Confidence in public institutions and holding affirmative attitudes towards welfare help explain trust in others in general. Again, we found that the social capital scales did not explain this type of trust. Generalised trust in others is connected to our confidence in the intentions and activities of strangers and institutions, whether they are police officers or people in need.

Trust in government is best explained by both confidence in public institutions and holding a benign class worldview. Feeling confident in the performance of institutions equally confers trust in government. At the same time, the class worldview scale predicts that the more respondents perceive the world as unequal, the more likely they were to have low trust in government. Again, measures of social capital do not seem to explain trust in government.

How applicable is the 'more community!' solution?

We found a distinction in the factors that explain personal trust (trust in neighbours) and impersonal forms of trust (trust in others generally) and trust in government. Our results suggest that respondents differentiate between their local and intimate spheres and the broader world of impersonal action. Merely advocating more community may miss this complexity. We also found that people confident in public institutions are more confident in strangers and government. How can we explain this? If our experience of institutions is positive and reinforcing of trust, we are likely to grant trust. If our experience is negative, we withdraw trust. 'Insiders' with status, resources, and opportunities do not see institutional life as obstructive or untrustworthy. This is possibly because they have the most resources to benefit from institutional life in the first place. Perhaps individuals with strong class worldviews mistrust governments for the same reason: their experience of government policy does not lend itself to the view that the government is doing the right thing.

Put simply, community-building exercises promoted in political rhetoric that encourage the "third sector" or "more community!" solutions for the disadvantaged (often instead of government intervention or creating employment) may do little or nothing to change the prevailing climate of low trust and pessimism that prevails today. The "more community" option is probably not a solution to the problem of low trust because we cannot find any strong evidence that points to the density of associational life as being critical for trust, especially in strangers or governments.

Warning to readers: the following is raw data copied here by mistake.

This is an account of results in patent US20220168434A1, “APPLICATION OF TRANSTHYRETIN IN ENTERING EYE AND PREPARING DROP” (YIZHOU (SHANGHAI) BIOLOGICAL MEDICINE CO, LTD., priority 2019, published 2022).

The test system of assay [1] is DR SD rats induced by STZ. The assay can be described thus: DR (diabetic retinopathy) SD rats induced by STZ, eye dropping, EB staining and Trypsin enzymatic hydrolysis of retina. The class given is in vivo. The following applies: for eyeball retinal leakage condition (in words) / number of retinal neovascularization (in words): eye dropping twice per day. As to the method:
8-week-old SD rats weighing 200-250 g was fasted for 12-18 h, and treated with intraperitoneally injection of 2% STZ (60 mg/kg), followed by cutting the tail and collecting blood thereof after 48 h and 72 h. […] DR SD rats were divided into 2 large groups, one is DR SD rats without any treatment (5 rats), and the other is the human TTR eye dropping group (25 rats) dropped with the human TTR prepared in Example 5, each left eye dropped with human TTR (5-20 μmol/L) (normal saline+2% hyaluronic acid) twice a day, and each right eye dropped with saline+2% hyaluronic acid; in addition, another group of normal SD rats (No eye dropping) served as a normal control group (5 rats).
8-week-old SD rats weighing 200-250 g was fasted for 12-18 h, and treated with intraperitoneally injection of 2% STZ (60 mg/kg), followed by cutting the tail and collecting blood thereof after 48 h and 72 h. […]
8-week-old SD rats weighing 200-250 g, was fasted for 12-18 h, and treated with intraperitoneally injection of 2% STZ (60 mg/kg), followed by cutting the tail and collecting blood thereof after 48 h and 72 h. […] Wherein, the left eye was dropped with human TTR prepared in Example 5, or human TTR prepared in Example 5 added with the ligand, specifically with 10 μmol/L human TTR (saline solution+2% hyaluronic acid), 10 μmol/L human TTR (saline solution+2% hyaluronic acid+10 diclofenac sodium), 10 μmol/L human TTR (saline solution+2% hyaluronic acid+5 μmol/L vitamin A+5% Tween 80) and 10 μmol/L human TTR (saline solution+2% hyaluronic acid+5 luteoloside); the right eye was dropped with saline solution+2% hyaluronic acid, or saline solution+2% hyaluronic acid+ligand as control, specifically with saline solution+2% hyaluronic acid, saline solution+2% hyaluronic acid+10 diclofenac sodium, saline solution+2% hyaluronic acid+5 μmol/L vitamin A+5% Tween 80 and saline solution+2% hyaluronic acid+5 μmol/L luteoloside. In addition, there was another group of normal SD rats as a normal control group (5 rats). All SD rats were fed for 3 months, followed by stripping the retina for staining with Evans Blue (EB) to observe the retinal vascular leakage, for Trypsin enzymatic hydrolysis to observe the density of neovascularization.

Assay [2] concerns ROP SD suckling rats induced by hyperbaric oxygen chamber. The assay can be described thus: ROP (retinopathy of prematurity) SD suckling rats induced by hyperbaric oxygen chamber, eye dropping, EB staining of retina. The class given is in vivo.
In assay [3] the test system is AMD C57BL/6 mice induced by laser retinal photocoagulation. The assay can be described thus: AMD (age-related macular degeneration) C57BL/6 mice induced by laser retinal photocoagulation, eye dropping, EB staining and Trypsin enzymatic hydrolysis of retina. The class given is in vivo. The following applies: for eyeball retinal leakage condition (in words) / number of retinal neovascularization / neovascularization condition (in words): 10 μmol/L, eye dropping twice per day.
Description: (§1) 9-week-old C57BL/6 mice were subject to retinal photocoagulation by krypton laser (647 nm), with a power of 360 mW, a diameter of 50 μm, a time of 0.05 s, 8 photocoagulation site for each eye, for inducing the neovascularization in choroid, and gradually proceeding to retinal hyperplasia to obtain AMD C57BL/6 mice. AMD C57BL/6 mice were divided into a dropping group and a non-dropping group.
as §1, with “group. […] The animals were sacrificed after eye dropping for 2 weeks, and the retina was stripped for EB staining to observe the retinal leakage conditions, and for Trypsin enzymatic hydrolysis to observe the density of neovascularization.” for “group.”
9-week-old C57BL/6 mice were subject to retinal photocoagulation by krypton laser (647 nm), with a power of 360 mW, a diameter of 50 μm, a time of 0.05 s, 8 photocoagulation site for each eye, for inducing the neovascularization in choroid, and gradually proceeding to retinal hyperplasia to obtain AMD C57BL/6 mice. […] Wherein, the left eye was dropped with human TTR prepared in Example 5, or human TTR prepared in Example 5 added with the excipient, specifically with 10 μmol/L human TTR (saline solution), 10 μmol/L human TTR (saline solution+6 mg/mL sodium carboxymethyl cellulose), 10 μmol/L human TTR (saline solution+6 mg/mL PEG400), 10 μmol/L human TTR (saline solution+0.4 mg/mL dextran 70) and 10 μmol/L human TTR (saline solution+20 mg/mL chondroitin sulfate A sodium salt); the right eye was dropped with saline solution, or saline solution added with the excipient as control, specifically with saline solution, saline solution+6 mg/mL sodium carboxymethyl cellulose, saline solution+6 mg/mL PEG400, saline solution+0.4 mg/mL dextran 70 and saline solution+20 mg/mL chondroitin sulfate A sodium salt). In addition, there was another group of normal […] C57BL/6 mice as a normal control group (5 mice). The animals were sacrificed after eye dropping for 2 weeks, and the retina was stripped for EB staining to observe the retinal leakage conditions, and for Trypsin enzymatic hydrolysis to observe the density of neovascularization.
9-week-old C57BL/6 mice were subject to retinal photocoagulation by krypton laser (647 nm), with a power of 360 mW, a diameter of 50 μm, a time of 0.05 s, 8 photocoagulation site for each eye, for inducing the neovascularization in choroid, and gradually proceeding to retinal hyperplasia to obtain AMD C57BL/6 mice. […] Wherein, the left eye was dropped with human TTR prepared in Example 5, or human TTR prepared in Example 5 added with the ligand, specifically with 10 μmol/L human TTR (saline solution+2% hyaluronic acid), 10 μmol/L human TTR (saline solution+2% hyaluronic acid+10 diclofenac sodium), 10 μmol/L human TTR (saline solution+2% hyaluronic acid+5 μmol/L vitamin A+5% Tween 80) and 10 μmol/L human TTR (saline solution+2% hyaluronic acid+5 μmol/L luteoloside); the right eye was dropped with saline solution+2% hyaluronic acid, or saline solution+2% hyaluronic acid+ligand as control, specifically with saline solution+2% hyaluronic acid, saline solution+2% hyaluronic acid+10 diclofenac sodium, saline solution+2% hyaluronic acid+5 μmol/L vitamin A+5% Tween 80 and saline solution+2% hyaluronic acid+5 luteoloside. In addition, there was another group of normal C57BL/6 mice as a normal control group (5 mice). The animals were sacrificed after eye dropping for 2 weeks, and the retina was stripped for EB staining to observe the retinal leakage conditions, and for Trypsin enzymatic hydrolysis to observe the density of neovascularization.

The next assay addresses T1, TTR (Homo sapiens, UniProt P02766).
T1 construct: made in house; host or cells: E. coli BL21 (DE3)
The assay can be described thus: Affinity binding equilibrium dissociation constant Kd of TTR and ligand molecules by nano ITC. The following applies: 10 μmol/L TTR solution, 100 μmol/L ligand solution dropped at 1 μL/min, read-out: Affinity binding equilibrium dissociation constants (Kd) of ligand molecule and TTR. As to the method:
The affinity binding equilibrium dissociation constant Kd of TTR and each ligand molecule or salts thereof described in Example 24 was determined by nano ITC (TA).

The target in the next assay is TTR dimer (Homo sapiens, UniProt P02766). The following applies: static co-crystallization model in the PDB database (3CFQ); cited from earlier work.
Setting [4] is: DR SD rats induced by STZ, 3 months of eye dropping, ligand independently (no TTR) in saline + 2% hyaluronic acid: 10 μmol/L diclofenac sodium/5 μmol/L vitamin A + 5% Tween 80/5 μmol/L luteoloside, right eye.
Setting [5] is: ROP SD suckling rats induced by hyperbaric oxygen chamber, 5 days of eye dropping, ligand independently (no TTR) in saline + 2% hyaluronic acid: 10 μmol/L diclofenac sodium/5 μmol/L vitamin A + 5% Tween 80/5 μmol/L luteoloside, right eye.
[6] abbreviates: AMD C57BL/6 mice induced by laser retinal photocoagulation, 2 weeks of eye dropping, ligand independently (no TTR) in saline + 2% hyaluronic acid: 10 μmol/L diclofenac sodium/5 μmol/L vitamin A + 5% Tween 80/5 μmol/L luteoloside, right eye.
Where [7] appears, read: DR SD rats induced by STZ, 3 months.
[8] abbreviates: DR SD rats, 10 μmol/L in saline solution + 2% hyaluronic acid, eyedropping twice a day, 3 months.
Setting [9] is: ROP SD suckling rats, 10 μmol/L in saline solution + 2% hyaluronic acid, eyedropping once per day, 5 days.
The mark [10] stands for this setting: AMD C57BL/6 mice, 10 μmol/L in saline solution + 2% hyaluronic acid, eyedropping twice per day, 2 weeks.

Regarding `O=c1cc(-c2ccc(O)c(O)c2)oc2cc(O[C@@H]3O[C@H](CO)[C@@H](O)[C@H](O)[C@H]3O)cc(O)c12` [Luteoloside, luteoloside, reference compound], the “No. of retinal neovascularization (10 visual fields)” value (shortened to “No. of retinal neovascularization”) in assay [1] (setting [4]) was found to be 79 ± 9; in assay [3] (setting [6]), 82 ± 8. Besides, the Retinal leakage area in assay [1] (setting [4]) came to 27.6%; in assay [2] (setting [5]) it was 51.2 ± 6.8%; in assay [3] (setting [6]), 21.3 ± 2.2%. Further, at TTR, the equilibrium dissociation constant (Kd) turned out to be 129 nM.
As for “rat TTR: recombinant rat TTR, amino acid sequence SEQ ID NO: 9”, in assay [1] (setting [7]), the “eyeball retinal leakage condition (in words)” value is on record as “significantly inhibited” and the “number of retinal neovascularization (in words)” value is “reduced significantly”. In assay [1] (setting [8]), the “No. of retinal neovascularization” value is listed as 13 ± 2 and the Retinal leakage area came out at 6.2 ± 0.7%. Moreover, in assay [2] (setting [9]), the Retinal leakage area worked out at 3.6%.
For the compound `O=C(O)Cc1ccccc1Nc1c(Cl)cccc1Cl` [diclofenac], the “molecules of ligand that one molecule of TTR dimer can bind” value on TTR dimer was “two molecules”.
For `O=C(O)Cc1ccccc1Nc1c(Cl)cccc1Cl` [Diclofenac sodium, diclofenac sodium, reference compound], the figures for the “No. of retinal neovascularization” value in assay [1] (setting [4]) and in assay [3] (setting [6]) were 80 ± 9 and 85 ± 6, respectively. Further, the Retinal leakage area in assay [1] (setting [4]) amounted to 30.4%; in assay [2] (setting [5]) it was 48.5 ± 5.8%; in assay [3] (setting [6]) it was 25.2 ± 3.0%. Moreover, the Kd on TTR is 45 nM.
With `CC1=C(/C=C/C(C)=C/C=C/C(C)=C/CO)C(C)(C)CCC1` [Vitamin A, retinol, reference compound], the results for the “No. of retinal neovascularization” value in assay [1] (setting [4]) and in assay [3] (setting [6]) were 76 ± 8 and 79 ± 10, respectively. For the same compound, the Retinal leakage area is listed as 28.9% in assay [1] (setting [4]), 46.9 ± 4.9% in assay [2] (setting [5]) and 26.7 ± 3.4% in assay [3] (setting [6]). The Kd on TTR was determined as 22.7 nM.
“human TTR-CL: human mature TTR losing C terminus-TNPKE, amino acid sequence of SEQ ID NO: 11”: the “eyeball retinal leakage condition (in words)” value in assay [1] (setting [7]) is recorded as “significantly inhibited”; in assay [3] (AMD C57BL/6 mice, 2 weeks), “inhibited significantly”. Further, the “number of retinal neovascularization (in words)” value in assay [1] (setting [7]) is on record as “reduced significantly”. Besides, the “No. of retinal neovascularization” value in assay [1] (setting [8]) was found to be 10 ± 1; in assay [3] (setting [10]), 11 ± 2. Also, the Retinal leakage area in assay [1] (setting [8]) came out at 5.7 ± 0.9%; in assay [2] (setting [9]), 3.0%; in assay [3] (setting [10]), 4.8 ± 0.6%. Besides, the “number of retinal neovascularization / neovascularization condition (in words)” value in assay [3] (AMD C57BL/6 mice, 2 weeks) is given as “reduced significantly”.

We are not saying that associational membership confers no social benefits. But if the cause-and-effect involved in the social capital hypothesis is reversed, the solution is not "more community!" but more of the social resources - opportunities, income, and education - that make people willing and able to participate in public life. Resources that restore confidence in governments and communities are necessarily very wide-ranging, including viable public transport systems, countering racism and prejudice, and reducing inequality. Public institutions, including the economic system, have a responsibility to lift their own game, and not to expect that over-stretched families and communities can make up for the inequality of market distribution and the deficiencies of public programs.

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Article edited by Jenny Ostini.
If you'd like to be a volunteer editor too, click here.

This is an edited extract of a paper called ''More Community!' Does the Social Capital Hypothesis Offer Hope for Untrusting Societies?', published in Volume 3, Number 3 of The Drawing Board: An Australian Review of Public Affairs.

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About the Authors

Dr Shaun Wilson is a Visiting Fellow at the ACSPRI Centre for Social Research, Australia National University.

Toby Fattore is a Research Officer at the NSW Commission for Children and Young People.

Nick Turnbull is a Research Scholar at the Social Policy Research Centre, University of New South Wales.

Related Links
NSW Commission for Children and Young People
Shaun Wilson's home page
Social Policy Research Centre
University of Sydney